But, outside the main path of the tornado, many Pierce City structures, including homes and the Harold Bell Wright Museum, sustained little or no damage. The Pierce City tornado was rated F3 on the Fujita scale.
Pierce City is located in the southwestern corner of Lawrence County at the intersection of Missouri routes 37 and 97. Monett lies four miles to the east. Clear Creek flows through the city.
According to the United States Census Bureau, the city has a total area of , of which is land and is water.
As of the census of 2010, there were 1,292 people, 538 households, and 343 families residing in the city. The population density was . There were 602 housing units at an average density of . The racial makeup of the city was 95.9% White, 0.8% Native American, 0.2% Asian, 1.8% from other races, and 1.3% from two or more races. Hispanic or Latino of any race were 4.6% of the population.
There were 538 households, of which 33.3% had children under the age of 18 living with them, 45.0% were married couples living together, 13.8% had a female householder with no husband present, 5.0% had a male householder with no wife present, and 36.2% were non-families. 31.8% of all households were made up of individuals, and 13.9% had someone living alone who was 65 years of age or older. The average household size was 2.39 and the average family size was 2.97.
The median age in the city was 37.4 years. 26% of residents were under the age of 18; 8.4% were between the ages of 18 and 24; 24% were from 25 to 44; 25.6% were from 45 to 64; and 16.2% were 65 years of age or older. The gender makeup of the city was 48.5% male and 51.5% female.
As of the census of 2000, there were 1,385 people, 574 households, and 378 families residing in the city. The population density was 1,133.3 people per square mile (438.3/km). There were 646 housing units at an average density of 528.6 per square mile (204.4/km). The racial makeup of the city was 96.46% White, 0.22% African American, 1.08% Native American, 0.22% from other races, and 2.02% from two or more races. Hispanic or Latino of any race were 1.01% of the population.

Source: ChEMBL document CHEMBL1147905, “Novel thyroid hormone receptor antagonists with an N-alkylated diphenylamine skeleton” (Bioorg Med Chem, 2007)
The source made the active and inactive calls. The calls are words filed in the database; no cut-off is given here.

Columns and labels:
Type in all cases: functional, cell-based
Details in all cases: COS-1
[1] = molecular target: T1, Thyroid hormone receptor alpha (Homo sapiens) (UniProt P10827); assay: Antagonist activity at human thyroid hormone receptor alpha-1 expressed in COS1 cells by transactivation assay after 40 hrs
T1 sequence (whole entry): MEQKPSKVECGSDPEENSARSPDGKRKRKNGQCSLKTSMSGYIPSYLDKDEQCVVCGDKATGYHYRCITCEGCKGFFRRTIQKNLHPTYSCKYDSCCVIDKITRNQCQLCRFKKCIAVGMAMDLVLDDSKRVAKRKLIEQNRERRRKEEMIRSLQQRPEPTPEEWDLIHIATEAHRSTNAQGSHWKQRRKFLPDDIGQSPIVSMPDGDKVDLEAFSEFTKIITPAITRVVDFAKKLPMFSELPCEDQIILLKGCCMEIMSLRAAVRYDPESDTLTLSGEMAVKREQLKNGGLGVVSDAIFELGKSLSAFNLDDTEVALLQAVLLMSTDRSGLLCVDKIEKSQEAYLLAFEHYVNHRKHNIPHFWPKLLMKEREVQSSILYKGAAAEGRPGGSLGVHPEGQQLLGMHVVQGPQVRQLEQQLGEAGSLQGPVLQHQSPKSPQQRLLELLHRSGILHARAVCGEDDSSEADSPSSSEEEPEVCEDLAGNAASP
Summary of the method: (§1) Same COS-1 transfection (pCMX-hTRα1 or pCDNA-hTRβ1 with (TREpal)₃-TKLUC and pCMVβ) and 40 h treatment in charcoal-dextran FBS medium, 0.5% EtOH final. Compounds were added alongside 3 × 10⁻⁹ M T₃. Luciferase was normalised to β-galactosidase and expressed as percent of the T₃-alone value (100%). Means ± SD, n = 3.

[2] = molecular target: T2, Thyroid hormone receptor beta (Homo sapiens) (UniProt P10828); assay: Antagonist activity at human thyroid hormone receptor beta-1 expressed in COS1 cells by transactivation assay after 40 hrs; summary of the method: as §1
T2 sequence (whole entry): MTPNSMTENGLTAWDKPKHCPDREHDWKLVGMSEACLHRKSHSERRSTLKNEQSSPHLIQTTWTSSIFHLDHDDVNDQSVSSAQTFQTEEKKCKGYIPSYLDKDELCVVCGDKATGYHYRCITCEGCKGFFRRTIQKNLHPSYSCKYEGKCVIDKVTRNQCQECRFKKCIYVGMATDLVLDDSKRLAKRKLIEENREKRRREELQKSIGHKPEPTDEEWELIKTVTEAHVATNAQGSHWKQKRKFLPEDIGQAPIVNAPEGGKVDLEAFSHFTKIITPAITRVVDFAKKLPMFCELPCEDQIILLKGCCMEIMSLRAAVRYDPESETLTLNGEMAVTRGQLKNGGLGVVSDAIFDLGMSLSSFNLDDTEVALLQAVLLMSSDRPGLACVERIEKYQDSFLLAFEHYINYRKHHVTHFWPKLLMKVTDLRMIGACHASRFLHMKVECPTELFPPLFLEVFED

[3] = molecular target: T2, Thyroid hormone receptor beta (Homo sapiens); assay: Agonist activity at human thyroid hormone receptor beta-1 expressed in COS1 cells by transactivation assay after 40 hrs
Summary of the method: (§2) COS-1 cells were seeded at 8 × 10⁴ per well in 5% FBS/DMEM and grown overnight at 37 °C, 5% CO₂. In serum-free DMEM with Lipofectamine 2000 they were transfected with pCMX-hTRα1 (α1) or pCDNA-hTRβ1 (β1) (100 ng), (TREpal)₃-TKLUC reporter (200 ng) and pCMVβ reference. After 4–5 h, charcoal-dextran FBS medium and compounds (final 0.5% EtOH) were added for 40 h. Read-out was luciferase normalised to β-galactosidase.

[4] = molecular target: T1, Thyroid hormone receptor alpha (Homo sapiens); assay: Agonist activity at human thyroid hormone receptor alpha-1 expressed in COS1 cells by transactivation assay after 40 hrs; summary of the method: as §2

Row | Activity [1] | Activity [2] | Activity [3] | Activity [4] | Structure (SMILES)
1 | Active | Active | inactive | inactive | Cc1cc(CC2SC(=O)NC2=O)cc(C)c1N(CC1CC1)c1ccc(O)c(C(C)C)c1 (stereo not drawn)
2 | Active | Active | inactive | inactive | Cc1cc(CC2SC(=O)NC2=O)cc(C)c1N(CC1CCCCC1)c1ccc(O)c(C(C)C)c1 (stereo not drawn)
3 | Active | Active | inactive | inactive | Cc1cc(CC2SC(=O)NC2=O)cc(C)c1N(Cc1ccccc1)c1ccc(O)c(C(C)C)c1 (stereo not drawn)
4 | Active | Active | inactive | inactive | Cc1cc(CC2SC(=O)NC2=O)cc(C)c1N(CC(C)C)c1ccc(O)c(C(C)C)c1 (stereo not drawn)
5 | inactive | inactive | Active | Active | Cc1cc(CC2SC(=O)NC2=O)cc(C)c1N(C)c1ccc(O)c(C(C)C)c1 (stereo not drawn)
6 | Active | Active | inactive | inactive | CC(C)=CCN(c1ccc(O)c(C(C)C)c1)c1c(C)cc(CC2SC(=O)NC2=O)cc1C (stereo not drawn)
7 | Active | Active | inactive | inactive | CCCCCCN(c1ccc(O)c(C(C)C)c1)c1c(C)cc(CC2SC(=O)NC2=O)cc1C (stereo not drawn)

There were 574 households, out of which 33.3% had children under the age of 18 living with them, 48.4% were married couples living together, 12.5% had a female householder with no husband present, and 34.0% were non-families. 28.6% of all households were made up of individuals, and 12.9% had someone living alone who was 65 years of age or older. The average household size was 2.41 and the average family size was 2.96.
In the city the population was spread out, with 25.8% under the age of 18, 10.8% from 18 to 24, 28.2% from 25 to 44, 22.1% from 45 to 64, and 13.1% who were 65 years of age or older. The median age was 35 years. For every 100 females, there were 94.0 males. For every 100 females age 18 and over, there were 84.7 males.
The median income for a household in the city was $24,186, and the median income for a family was $34,219. Males had a median income of $23,429 versus $17,857 for females. The per capita income for the city was $12,310. About 18.3% of families and 20.6% of the population were below the poverty line, including 20.8% of those under age 18 and 29.5% of those age 65 or over.
Pierce City R-VI School District operates one elementary school, one middle school, and Pierce City High School.
Pierce City has a public library, a branch of the Barry-Lawrence Regional Library.
Representation in other media
This page uses material from the Wikipedia article Pierce City, MO, which is released under the Creative Commons Attribution-Share-Alike License 3.0. Township-6t4ab-c4u-75d-ef78-iy9